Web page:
Adi Shamir, co-inventor of the RSA cryptographic algorithm, challenged his fellow co-inventor Ron Rivest and Whit Diffie, co-inventor of the Diffie-Hellman algorithm, during a keynote panel session at the RSA 2013 conference.
“Cryptography is becoming less important,” Shamir flatly stated to the shock of his fellow panelists. “In the 21st century, even the most secure isolated systems have been penetrated.”
Shamir challenged his fellow panelists and the capacity RSA conference crowd to rethink the question of how enterprises protect data. He argued that the security industry has traditionally based its approaches on the idea of preventing the insertion of malicious threats onto a system. This idea led to the creation of firewall and anti-virus software.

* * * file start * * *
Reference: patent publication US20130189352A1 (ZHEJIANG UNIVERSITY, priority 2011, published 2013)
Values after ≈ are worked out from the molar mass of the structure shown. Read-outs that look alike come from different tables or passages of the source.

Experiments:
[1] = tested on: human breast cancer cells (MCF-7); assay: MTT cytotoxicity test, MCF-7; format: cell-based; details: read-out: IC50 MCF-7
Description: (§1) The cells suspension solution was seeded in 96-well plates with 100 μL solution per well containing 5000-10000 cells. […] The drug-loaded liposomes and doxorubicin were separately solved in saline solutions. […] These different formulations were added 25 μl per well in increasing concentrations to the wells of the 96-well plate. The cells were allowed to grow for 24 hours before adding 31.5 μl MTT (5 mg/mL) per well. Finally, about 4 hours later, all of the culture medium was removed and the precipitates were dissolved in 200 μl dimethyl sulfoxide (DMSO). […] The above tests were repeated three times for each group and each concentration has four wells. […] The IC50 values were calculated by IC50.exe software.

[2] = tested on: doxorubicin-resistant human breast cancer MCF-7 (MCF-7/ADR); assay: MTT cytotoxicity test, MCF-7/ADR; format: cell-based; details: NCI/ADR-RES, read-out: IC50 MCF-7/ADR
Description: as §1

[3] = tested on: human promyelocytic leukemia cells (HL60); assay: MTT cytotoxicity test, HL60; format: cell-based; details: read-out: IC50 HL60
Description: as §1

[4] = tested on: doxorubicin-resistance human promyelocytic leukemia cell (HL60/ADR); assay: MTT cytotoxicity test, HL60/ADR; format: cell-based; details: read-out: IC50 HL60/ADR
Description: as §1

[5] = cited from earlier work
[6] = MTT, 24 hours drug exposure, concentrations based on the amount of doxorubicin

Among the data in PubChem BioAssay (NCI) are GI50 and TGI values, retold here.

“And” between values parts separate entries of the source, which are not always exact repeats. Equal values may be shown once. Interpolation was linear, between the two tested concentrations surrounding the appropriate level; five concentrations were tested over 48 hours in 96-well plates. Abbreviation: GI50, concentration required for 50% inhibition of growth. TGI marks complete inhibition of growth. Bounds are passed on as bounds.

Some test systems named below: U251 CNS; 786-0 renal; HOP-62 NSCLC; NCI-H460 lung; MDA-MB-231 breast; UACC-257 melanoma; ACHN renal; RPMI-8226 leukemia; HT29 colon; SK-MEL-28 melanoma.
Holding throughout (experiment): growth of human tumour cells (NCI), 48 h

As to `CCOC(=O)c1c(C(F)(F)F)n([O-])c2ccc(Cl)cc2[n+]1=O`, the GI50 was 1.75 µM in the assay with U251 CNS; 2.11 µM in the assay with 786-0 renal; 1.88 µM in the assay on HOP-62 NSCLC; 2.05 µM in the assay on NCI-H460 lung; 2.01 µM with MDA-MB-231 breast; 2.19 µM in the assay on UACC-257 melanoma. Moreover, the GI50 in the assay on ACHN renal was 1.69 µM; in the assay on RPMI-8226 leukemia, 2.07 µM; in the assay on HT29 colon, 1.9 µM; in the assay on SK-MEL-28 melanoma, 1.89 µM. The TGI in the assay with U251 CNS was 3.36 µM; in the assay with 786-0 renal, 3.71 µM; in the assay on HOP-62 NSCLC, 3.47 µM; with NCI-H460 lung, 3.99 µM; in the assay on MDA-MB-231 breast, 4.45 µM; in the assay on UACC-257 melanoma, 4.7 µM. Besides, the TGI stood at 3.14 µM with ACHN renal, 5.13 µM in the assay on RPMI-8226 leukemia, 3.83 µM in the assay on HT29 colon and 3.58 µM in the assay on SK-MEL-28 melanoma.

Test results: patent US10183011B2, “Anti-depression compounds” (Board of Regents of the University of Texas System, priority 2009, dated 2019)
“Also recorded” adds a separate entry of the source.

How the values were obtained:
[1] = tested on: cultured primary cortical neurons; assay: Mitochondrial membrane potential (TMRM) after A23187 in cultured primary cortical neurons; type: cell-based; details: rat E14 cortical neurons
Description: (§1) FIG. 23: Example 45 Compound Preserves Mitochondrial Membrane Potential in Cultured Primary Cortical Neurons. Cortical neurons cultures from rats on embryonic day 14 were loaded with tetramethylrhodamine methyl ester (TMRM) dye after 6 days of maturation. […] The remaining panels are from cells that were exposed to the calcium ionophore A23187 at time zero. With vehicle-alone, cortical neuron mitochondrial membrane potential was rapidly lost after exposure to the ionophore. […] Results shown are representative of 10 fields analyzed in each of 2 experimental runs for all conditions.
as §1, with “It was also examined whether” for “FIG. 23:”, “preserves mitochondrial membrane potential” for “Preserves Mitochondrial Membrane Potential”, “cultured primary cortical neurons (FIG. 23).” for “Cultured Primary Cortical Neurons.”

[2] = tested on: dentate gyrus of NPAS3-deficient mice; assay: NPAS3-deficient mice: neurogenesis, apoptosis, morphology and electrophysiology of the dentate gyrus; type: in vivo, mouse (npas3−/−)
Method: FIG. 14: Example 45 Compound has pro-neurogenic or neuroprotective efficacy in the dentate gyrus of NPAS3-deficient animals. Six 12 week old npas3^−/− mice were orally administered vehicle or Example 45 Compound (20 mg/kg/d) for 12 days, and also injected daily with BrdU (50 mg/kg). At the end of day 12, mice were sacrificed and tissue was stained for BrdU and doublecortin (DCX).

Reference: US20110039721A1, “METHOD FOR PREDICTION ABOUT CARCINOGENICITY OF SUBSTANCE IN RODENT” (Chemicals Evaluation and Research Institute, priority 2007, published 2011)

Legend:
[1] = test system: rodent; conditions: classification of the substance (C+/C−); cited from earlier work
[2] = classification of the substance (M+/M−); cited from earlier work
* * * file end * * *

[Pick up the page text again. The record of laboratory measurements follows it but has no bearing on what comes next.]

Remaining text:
In recent years, however, hackers have demonstrated the ability to get past the perimeter firewall and avoid anti-virus detection as well. In an environment where attackers are placing advanced persistent threats (APTs) on systems, Shamir thinks that crypto is no longer useful.
“It’s very hard to use crypto if you assume an APT is watching everything that is being done on a system, including the encryption,” Shamir said.
Shamir suggested that security pros think in a different way, about how to protect systems. One idea he mentioned: Make useful files so large it would not be feasible for attackers to remove them from a system without detection. He also suggested that all file names should have no real identity and use meaningless titles.
Whitfield Diffie retorted that the latter idea wouldn’t work and would only serve to confuse the good guys.